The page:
Research in Motion
Tanya Anderson Perry, formerly of LG and Research in Motion, has joined Shopguard USA as vice president for the US region.
A bit of good news this morning as word just arrived that T-Mobile is planning to release the HTC One nationwide on June 5th. That's very welcome news considering the original retail/branded launch took place in just 300 stores as HTC was sorely lacking global inventory. As HTC kicks up production it seems to already be filtering down as T-Mobile will bring the device to all of their retail and branded locations next Wednesday.
Along with the HTC One launch, the BlackBerry Q10 will also find its way into T-Mobile's retail stores
Canada is a BlackBerry nation no longer, with Apple's iPhone having eclipsed the Canadian handset maker's share of the country's smartphone market well over a year ago. But BlackBerry may yet reclaim its home-country advantage. Research outfit Raymond James says that the debut of BlackBerry's new BlackBerry 10 operating system and the two handsets on which it runs have gone a long way toward repairing the home-turf market share erosion the company has suffered over the past few years. In the fourth quarter of 2012, BlackBerry's share of the Canadian market topped out
In the race for third mobile platform, there's a new favorite: Windows Phone. According to new research from IDC, Microsoft's mobile operating system accounted for 3.2 percent of global smartphone shipments in the first quarter. That's a significant gain from the OS's performance in the first quarter of 2012, which saw it capture a market share of 2 percent. And it was enough for Windows Phone to unseat BlackBerry from its third-place spot and claim the rank for its own.
BlackBerry announced plans on Tuesday to offer its popular instant messaging system on rival devices and introduced a new mid-tier smartphone targeted at countries where its faded brand remains strong.
Tapping into its still robust popularity outside North America, BlackBerry said the new Q5 smartphone would be available starting in July in selected markets in Europe, Latin America, Asia, the Middle East and Africa. The Q5 includes the tiny qwerty keyboard that still sets BlackBerry apart from most rivals.
BlackBerry's phones have been off to a weak start in Canada, the home turf of the struggling handset maker. But the new BlackBerrys are getting a warm welcome from Verizon Wireless, the biggest American carrier.
Daniel S. Mead, chief executive of Verizon Wireless, cheered on the new BlackBerry phones at an investor conference on Wednesday morning. He said Verizon Wireless customers were especially interested in the new BlackBerry phone that includes a physical keyboard, called the Q10 (the Q stands for "qwerty"), which has yet to be released on the Verizon network.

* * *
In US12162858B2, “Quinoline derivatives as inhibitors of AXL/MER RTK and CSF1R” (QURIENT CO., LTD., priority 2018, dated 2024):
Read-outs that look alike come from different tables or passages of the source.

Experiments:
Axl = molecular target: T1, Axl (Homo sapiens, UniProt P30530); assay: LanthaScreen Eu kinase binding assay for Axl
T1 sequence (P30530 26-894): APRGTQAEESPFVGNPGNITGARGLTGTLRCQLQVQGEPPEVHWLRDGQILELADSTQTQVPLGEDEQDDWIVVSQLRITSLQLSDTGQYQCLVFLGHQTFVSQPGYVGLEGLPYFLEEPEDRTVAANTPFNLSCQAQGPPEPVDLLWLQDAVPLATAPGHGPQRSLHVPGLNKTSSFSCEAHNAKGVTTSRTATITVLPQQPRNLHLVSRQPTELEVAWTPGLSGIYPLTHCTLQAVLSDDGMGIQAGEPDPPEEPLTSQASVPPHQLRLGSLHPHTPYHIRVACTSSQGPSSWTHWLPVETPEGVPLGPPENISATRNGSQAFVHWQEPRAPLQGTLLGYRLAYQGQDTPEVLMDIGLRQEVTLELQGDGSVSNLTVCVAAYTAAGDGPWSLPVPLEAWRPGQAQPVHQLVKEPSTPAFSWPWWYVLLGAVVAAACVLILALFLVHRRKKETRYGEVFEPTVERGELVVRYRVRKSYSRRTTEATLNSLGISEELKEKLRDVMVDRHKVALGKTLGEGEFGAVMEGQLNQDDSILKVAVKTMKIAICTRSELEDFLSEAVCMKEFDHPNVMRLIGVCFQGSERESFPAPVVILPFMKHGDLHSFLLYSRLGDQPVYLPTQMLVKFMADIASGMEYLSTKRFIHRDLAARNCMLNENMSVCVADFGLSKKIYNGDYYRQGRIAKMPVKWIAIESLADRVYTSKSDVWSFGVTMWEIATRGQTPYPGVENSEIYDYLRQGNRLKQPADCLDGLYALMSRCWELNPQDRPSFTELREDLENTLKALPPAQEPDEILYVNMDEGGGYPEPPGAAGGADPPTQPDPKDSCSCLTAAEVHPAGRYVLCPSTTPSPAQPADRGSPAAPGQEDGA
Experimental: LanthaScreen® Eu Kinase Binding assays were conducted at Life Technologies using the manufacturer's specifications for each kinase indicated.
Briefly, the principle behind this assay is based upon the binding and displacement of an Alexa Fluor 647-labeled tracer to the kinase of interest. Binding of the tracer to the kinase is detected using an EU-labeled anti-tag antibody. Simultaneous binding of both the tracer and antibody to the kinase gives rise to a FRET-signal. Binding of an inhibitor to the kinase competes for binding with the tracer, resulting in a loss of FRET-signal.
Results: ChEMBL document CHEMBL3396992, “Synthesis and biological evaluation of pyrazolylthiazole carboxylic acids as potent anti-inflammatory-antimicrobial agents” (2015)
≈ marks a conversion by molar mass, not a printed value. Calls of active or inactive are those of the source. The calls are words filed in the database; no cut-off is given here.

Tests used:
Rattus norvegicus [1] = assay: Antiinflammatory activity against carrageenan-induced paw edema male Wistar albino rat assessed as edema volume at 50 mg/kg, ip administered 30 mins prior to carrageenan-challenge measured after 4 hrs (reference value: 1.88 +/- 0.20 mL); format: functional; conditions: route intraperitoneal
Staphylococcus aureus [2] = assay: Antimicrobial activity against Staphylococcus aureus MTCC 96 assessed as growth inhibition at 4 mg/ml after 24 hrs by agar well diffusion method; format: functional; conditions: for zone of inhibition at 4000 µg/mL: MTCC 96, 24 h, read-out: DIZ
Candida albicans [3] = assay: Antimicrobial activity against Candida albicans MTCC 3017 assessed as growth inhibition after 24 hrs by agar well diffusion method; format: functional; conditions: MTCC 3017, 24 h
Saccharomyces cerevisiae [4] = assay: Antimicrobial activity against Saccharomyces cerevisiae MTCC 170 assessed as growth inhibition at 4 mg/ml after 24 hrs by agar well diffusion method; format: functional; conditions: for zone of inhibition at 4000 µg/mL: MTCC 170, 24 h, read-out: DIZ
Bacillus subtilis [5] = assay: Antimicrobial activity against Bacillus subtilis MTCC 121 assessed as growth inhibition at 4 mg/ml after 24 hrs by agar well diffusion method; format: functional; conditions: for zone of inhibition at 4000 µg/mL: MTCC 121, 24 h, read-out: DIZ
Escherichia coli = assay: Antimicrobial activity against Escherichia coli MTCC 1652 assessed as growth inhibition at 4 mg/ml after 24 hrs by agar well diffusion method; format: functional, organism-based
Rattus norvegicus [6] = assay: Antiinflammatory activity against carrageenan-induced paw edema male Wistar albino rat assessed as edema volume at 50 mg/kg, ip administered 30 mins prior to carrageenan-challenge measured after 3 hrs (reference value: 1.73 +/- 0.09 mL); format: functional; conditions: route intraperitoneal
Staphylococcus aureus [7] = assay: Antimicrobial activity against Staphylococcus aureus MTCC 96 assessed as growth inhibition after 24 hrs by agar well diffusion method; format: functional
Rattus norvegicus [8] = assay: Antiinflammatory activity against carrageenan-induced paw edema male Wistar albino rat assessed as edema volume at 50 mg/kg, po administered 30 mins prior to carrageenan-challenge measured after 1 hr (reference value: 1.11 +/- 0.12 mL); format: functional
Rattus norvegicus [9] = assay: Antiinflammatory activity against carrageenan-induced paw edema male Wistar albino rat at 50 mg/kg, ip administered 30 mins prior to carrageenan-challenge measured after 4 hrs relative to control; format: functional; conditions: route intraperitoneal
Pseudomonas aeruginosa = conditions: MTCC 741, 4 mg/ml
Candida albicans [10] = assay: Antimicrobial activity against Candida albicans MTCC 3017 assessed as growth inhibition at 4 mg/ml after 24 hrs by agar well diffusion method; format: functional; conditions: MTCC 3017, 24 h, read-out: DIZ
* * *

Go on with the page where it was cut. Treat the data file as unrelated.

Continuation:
BlackBerry CEO Thorsten Heins is not a fan of tablets.
Heins questioned the need for the mobile devices in an interview with Bloomberg conducted on Monday.
"In five years I don't think there'll be a reason to have a tablet anymore," he said to Bloomberg.
Those are bold words for BlackBerry, which of course has had a checkered history with its sole attempt at a tablet, the BlackBerry PlayBook. The PlayBook was a massive flop when it debuted without core BlackBerry e-mail and messaging apps, and is now considered more of a bargain-bin item.
High-end British department store Selfridges has called the BlackBerry Q10 its "fastest-ever selling consumer electronics product." Although it declined to give exact statistics, the store said it was selling thousands of BlackBerry's latest smartphone per hour, and SeekingAlpha reports one store sold 2,000 of the handsets in ninety minutes. This may seem like good news for both BlackBerry and Selfridges, but while it is certainly great for the latter, it's way too early to judge the Q10 a success in the UK.
Selfridges was the only company in the country
If you want to understand the major challenges that BlackBerry faces in the American market, look no further than a new survey commissioned by MKM Partners showing that most Americans don't even know that BlackBerry 10 has launched yet. Per Barron's, the survey of 1,500 American consumers shows that 82.6% did not know that BlackBerry released its newly revamped operating system earlier this year, while 68% said they had no interest in buying a BlackBerry 10 smartphone
BlackBerry reported a surprise quarterly profit on Thursday after shipping 1 million new Z10 smartphones, but the Canadian company still fell short of convincing markets that its turnaround plan is already a runaway success.
BlackBerry shares were up 2.3 percent at midday on the Nasdaq, down from their 10 percent gain immediately after the results came out.
Expressing lingering doubts, some analysts focused on a decline in the company's subscriber base, a potential threat to its long-term growth prospects and turnaround plans. Others, however, zeroed in on strong sales of the new touchscreen